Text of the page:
Justin Upton and Ian Kennedy, Padres. San Diego gambled heavily this offseason on the Padres’ ability to win in 2015. If they don’t, A.J. Preller doesn’t seem like the sort of GM to hang onto two key players who are due to become free agents. One possibility if the Padres were to trade Kennedy or especially Upton would be to acquire big-league talent in return, much like the Red Sox did when they dealt Jon Lester last summer. That would enable the Padres to re-tool for 2016, when they’ll still control most of the players they acquired over the winter.
Yovani Gallardo, Rangers. The Brewers exercised what was effectively a $12.4MM 2015 option ($13MM minus a $600K buyout) before trading Gallardo to Texas. His market value likely is somewhere near the value of a qualifying offer, and extending him one wouldn’t be a bad idea for the Rangers if he performs well this season. They could easily trade him rather than doing that, although that might be somewhat difficult given all the higher-impact starters who might be available and the value that would disappear if the ability to extend Gallardo a qualifying offer were to vanish.
Jeff Samardzija, White Sox. The new-look White Sox are 0-4, and GM Rick Hahn has said he will be “nimble” in turning his attention to the future if the organization’s moves to contend this summer don’t work out. That might mean Samardzija could be traded for the third time in a year. He would likely command significant value on the trade market.
Chris Davis and Matt Wieters, Orioles. Davis and Wieters are worth watching, although it’s somewhat unlikely that they’re valuable enough to receive qualifying offers and that they become trade candidates. Davis had a down season in 2014, while Wieters continues to struggle with health problems (and there’s currently no timetable for his return from an elbow injury). If Davis and Wieters are productive and healthy, the Orioles could well contend, and thus it’s unlikely they’ll be traded. If they aren’t, they might not be qualifying offer candidates.
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The Tigers will have a significant amount of money coming off the books with nine player set to hit free agency this coming winter, writes Chris Iott of MLive.com. With David Price, Yoenis Cespedes, Joe Nathan, Joakim Soria, Alfredo Simon, Alex Avila, Rajai Davis, Joba Chamberlain and Tom Gorzelanny all ticketed for free agency, Iott looks at each player and the likelihood that he’ll return. Iott feels that Price could land a $200MM+ contract on the open market next year. I agree that there’s a chance of that with a typically strong season, making it difficult for the Tigers to retain him when considering the long-term commitments already guaranteed to Justin Verlander, Miguel Cabrera and, to a lesser extent, Victor Martinez.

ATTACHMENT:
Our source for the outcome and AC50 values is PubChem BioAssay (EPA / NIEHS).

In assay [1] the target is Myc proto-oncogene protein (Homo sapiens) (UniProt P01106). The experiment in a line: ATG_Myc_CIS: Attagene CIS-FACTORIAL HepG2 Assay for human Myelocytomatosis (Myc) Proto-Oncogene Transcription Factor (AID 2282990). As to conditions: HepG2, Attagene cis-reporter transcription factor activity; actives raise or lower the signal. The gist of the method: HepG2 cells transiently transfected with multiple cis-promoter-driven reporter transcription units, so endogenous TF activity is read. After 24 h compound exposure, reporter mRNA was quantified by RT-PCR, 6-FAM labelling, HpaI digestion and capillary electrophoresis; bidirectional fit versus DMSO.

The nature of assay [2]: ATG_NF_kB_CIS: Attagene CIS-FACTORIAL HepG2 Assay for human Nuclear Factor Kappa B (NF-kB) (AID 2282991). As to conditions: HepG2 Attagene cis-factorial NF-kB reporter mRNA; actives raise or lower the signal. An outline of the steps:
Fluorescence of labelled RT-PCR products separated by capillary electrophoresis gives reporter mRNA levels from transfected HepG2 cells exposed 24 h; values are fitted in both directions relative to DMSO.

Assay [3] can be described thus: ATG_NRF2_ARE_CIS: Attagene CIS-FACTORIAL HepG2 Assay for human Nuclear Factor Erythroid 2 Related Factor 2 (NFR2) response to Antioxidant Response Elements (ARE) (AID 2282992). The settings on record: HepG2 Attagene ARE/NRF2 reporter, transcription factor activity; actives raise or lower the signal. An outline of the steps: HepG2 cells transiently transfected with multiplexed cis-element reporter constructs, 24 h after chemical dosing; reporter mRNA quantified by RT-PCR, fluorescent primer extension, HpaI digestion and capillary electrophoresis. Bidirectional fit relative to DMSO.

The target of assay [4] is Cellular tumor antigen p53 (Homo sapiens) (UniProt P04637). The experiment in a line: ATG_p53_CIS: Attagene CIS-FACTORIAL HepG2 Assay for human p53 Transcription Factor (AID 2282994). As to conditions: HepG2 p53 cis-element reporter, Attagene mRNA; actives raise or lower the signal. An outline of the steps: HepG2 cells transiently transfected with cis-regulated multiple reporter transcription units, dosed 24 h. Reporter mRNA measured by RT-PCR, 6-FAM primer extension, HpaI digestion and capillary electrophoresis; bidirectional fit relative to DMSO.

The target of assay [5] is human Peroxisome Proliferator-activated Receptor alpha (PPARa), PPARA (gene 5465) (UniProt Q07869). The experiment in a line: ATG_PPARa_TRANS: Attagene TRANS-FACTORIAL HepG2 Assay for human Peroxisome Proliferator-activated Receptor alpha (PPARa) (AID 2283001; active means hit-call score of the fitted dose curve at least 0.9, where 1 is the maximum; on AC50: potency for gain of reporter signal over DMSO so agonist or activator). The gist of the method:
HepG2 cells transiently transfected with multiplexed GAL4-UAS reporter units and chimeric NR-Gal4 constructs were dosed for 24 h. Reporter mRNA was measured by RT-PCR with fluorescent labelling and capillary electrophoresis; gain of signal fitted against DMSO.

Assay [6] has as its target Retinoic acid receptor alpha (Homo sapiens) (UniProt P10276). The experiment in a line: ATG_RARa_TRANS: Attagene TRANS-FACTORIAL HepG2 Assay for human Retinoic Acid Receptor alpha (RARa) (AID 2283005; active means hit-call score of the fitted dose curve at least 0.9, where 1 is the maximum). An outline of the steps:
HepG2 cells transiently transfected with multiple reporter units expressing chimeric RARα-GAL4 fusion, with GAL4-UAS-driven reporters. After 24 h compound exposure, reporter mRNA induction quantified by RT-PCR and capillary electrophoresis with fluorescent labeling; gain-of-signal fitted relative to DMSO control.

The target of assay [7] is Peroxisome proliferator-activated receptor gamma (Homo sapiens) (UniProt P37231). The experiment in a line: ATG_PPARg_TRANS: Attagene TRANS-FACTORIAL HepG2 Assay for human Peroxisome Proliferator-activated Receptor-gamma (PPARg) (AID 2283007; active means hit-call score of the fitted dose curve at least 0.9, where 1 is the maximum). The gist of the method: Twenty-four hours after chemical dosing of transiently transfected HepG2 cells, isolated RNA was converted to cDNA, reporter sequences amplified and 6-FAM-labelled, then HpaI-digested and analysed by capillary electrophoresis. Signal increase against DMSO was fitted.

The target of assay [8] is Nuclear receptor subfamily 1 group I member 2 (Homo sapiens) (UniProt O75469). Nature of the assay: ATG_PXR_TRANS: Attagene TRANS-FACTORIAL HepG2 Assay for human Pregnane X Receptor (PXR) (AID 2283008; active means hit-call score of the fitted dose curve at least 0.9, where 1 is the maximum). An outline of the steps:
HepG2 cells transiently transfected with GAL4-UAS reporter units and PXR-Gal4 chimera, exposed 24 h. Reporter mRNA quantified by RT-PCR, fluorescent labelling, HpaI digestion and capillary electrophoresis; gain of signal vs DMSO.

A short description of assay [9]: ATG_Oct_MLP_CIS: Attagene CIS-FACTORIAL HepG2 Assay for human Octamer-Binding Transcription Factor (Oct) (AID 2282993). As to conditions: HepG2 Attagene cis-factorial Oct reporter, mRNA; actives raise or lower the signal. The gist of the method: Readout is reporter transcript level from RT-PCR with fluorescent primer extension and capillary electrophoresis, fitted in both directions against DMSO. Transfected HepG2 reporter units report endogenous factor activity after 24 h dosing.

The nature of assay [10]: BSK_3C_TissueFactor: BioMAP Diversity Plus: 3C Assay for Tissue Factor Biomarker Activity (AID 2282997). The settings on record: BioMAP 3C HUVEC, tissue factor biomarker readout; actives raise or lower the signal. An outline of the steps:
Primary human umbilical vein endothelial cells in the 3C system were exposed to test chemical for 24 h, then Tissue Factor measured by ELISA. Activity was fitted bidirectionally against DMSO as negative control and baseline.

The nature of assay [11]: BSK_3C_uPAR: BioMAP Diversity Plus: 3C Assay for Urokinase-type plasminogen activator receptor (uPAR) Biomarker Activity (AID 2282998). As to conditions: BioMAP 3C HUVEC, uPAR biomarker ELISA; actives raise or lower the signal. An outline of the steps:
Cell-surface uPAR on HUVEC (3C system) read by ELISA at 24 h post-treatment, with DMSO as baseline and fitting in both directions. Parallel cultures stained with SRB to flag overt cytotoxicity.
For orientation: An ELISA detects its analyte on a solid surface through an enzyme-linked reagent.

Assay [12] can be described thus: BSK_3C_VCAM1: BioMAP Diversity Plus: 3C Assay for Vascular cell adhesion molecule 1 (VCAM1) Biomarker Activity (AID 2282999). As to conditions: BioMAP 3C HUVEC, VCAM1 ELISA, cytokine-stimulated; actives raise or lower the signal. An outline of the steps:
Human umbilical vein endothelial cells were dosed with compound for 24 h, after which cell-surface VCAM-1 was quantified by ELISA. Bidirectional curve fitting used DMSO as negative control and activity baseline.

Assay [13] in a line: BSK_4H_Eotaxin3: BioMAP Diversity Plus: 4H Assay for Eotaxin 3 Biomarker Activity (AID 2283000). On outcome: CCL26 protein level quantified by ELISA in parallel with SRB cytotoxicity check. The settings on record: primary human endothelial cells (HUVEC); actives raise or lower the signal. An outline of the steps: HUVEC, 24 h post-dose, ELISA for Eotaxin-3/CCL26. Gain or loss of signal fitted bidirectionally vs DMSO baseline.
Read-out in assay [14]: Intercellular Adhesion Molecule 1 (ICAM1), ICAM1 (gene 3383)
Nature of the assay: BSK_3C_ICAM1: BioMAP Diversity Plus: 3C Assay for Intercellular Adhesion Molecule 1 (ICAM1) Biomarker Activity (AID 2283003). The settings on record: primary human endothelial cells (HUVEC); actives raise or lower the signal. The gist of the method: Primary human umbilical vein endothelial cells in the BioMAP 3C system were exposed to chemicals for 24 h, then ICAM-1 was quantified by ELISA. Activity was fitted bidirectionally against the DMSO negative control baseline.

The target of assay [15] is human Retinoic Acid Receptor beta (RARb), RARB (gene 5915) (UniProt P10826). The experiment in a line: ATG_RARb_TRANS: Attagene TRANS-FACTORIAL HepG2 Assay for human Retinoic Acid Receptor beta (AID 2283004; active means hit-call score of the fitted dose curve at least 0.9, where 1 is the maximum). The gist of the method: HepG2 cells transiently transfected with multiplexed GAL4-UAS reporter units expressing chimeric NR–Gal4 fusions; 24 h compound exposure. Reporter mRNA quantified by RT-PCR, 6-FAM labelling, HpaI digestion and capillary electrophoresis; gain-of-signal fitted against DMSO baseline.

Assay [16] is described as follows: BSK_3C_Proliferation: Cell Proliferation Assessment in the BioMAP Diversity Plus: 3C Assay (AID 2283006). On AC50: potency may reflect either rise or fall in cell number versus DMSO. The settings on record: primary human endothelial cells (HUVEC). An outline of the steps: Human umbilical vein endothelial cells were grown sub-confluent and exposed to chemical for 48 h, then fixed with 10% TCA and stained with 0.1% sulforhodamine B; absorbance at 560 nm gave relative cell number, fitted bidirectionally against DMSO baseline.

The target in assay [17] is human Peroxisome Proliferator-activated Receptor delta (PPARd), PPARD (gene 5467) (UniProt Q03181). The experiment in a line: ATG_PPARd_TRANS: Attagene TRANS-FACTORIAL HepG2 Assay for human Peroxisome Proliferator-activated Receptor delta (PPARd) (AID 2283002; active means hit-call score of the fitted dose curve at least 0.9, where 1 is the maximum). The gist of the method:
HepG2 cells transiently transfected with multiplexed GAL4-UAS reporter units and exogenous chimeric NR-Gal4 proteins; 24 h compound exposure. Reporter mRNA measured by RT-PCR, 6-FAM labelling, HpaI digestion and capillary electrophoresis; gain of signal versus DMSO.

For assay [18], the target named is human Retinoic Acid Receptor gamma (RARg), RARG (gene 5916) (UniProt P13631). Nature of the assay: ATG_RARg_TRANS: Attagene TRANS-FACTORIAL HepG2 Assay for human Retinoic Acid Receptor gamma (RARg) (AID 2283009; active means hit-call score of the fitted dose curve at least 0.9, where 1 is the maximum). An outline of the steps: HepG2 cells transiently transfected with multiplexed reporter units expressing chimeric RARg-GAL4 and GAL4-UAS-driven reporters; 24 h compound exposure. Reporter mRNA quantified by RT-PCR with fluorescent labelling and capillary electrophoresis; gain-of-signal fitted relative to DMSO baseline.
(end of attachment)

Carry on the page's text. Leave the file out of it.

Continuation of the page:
A bit more from the AL Central…
- Unlike some big-name free agent hurlers heading into their walk year, White Sox right-hander Jeff Samardzija hasn’t taken out an insurance policy on his arm, tweets Jon Heyman of CBS Sports. For example, Max Scherzer recently revealed that he paid $750K for a $40MM insurance policy on his arm that protected him against shoulder and elbow injuries in his walk year. Samardzija could be in line for $100MM+ next winter if he can repeat last season’s success.
- Samardzija’s best case scenario is to remain in Chicago for the rest of his career, he recently told Bruce Levine of 670thescore.com. However, Samardzija also feels a responsibility to the Union and other players to keep salaries in line with the $9 billion industry that is Major League Baseball, writes Levine.
- While Nick Swisher‘s goal is to be ready for Opening Day, there’s no timetable for when the Indians switch-hitter will be ready to make his Cactus League debut, writes Paul Hoynes of the Cleveland Plain Dealer. Swisher, who underwent surgery on both knees on Aug. 20 last year, is still working on running drills, performing serpentine and ribbon runs to get his body used to running in something other than a straight line, Hoynes writes. Swisher’s timetable bears monitoring, as it’s been speculated previously that a healthy Swisher and Brandon Moss (who is returning to action today) could mean that David Murphy will end up being traded.